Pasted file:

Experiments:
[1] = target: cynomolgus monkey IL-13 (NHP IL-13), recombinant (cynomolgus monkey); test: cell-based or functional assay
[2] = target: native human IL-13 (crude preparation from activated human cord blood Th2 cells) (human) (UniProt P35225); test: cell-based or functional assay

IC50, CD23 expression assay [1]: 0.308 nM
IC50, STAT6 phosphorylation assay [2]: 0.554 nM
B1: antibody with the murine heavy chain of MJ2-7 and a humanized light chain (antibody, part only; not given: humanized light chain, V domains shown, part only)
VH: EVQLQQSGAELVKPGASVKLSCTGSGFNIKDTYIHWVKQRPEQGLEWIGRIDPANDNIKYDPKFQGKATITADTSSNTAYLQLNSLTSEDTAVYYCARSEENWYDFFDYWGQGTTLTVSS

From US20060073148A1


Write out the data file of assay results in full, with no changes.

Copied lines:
Experiments:
[1] = target: cynomolgus monkey IL-13 (NHP IL-13), recombinant (cynomolgus monkey); test: cell-based or functional assay
[2] = target: native human IL-13 (crude preparation from activated human cord blood Th2 cells) (human) (UniProt P35225); test: cell-based or functional assay

IC50, CD23 expression assay [1]: 0.308 nM
IC50, STAT6 phosphorylation assay [2]: 0.554 nM
B1: antibody with the murine heavy chain of MJ2-7 and a humanized light chain (antibody, part only; not given: humanized light chain, V domains shown, part only)
VH: EVQLQQSGAELVKPGASVKLSCTGSGFNIKDTYIHWVKQRPEQGLEWIGRIDPANDNIKYDPKFQGKATITADTSSNTAYLQLNSLTSEDTAVYYCARSEENWYDFFDYWGQGTTLTVSS

From US20060073148A1